Often, arriving at a crisis (of sovereign debt or foreign debt) is much more expensive from a social point of view, but it makes the problems “solve themselves”, in the sense that it requires fewer discretionary choices on the part of policy-makers. Strong devaluation with inflation, for example, could be avoided at times, if the central bank raised interest rates significantly. But to do so would be to admit that an unsustainable policy had been conducted in the past and to attract criticism from voters for the decision to raise interest rates that impose costs on citizens. If, on the other hand, there is an exchange rate crisis, the resulting sharp rise in domestic inflation will achieve much of the correction needed to restore and meet the budgetary constraint. The domestic authorities will be able to say that they are not to blame, in the sense that the devaluation and ensuing inflation are not their choice but the result of the actions of some foreign speculator. History is full of such cases.

Although the budgetary constraint of the state is perhaps the most obvious, another important budgetary constraint is the external one. While the state’s budget constraint measures the relationship between the state and the private sector, in the sense, for example, that a state usually has as creditors both domestic residents and citizens of other countries (a country’s government bonds are typically also sold abroad), a nation’s external budget constraint measures a country’s debt and credit relationship with foreign residents. For example, the external budget constraint measures whether a country’s residents, including the public sector, consume foreign goods – i.e. imports, which need to be paid in foreign currency – to a greater extent than foreigners consume domestic goods – i.e. exports, which are mostly sold in foreign currency and are therefore a source of it. If the two amounts are more or less similar, residents as a whole will be able to use export earnings to pay for imports. If, on the other hand, there is an imbalance, for example, residents import more than they export, the excess of imports would create a shortfall of foreign currency and would have to be paid for either by reducing domestic assets held abroad or by borrowing abroad. That is, a resident citizen can use export earnings to pay for imports, or pay with cash kept in foreign currency (for the sake of simplicity, an import from the United States to be paid in dollars), or finally incur a debt (in this example in dollars) to pay for the excess of imports. If there is a persistent imbalance in the foreign accounts, such that a country accumulates a significant level of foreign debt, this will have to be corrected sooner or later to allow the stabilization or repayment of the foreign debt. This basically means being subject to the external budget constraint.

The central bank is an atypical entity because it has the capability of printing money. This might lead you to think that the budgetary constraint does not apply to the central bank. And apparently, there are people who believe this, namely supporters of modern monetary theory (MMT).* After all, a central bank can print as much money as it wants and therefore there is no reason it will ever have to go into debt. But the point is that a central bank needs to maintain a healthy balance sheet in order to be credible in controlling inflation. If there are upward price tensions, central banks have a limited number of options to deploy. They can mop-up liquidity by selling assets, or by paying a high interest rate on banks reserves (commercial banks’ deposit with the central bank) in order to induce them to increase the liquidity deposited with the central bank. In both cases, the asset side of the central bank balance sheet has to be in the position to allow these operations to be sustained, possibly for a prolonged period of time. This implies that, ideally, the asset side has a monetary value close to the liability side (which is mainly comprised by money issued by the central bank) and that the returns on assets are sufficient to pay the high interests on reserves that may be required.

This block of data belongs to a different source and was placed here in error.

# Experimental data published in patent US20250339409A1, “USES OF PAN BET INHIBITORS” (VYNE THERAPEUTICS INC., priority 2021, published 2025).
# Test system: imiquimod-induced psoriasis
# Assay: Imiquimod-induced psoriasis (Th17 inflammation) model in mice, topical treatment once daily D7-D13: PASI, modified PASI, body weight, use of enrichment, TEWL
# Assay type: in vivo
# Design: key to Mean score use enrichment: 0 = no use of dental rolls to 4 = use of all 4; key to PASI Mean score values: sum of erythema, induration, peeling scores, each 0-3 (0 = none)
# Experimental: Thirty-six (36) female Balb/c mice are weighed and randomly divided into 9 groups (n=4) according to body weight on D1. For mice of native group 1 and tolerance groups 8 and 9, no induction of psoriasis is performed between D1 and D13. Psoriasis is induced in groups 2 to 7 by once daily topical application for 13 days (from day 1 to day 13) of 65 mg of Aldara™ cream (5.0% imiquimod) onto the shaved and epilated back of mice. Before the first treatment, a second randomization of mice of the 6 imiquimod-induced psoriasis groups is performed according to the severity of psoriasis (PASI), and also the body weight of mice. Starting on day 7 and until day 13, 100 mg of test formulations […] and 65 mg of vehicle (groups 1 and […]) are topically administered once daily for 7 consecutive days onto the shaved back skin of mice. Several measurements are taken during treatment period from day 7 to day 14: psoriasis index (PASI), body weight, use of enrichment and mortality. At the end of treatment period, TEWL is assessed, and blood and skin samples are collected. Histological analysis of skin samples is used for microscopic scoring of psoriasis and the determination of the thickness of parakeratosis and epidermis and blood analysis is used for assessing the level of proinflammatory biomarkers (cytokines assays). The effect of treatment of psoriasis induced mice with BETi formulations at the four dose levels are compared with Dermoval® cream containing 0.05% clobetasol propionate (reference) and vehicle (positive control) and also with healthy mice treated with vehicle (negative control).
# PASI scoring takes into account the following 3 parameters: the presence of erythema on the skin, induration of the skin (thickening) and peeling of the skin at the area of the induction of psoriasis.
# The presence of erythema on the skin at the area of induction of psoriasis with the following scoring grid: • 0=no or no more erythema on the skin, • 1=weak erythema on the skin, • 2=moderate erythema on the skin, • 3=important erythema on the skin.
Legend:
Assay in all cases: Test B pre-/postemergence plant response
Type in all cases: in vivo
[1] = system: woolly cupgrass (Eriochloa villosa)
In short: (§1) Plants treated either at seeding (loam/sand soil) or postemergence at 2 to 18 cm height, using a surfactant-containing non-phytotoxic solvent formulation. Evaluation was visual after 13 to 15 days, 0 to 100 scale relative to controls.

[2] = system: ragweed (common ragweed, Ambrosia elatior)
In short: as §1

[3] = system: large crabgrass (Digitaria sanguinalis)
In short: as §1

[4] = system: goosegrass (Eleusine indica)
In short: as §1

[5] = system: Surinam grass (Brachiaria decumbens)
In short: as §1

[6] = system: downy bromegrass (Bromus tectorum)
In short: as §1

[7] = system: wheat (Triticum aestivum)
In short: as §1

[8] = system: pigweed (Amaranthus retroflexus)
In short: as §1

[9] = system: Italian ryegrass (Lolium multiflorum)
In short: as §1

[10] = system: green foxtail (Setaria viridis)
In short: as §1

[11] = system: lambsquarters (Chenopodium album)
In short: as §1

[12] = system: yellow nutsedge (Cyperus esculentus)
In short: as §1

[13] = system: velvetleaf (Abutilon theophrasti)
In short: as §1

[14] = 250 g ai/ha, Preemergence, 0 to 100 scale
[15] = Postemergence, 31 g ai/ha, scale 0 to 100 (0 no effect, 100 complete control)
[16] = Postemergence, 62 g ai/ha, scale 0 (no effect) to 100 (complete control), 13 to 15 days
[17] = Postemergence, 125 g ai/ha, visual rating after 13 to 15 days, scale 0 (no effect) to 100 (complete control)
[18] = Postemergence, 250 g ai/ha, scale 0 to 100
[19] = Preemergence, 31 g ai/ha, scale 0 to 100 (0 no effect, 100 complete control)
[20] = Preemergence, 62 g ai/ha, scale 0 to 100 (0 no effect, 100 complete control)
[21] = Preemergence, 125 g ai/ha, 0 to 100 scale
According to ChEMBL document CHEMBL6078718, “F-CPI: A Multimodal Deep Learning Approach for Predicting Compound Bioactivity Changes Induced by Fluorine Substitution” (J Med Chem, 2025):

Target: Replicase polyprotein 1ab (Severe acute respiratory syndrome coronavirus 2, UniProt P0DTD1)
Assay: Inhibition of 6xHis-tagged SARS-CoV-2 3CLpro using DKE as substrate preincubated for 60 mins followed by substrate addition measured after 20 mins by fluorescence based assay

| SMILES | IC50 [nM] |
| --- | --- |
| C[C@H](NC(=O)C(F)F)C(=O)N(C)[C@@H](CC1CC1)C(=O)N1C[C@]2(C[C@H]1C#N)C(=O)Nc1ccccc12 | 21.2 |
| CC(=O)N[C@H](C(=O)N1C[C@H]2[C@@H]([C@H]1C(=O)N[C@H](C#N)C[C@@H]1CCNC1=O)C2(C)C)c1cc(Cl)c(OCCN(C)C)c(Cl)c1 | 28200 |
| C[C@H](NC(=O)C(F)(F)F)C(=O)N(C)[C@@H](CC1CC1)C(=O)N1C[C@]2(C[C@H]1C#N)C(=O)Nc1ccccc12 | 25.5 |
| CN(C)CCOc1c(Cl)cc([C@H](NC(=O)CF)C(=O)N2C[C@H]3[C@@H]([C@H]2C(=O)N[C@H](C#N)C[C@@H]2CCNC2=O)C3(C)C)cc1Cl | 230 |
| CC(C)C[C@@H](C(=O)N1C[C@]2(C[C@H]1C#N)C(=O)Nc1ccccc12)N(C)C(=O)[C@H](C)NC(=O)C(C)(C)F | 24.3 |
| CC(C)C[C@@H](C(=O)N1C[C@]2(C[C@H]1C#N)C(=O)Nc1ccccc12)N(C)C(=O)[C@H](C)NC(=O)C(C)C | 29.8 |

Easy credit enabled families to spend more than their incomes and to get into debt. Had the interest rates on their loans been less favourable, they would have had to devote more of their income to repaying the interest on the loans. Had they not decided to become indebted, they would have had to use a part of their income to pay rent. In both cases, easy credit allowed them to use more of their income for consumption other than housing. Similarly, easy credit allowed construction companies to create numerous construction sites, which, in turn, created demand for the goods needed for construction activity. Overall, this high level of demand from households and construction companies, exceeded the country’s production capacity. That is, at times, households’ demand for consumer goods and investment in construction could not be satisfied by domestic production. When demand exceeds supply, the balance often is restored through an increase in prices.

if there is excess demand, no rise in domestic goods prices and no increase in domestic supply to satisfy that excess demand, the solution is to increase imports. Indeed, the effects of the imbalance was felt in the foreign accounts. The granting of easy credit created two problems. The first was that productive activity was concentrated in the construction industry, which is a sector that produces non-tradable goods. The second was that, as already mentioned, it allowed families to acquire their own homes at low cost and, therefore, allowed them to devote a substantial part of their income to other purchases.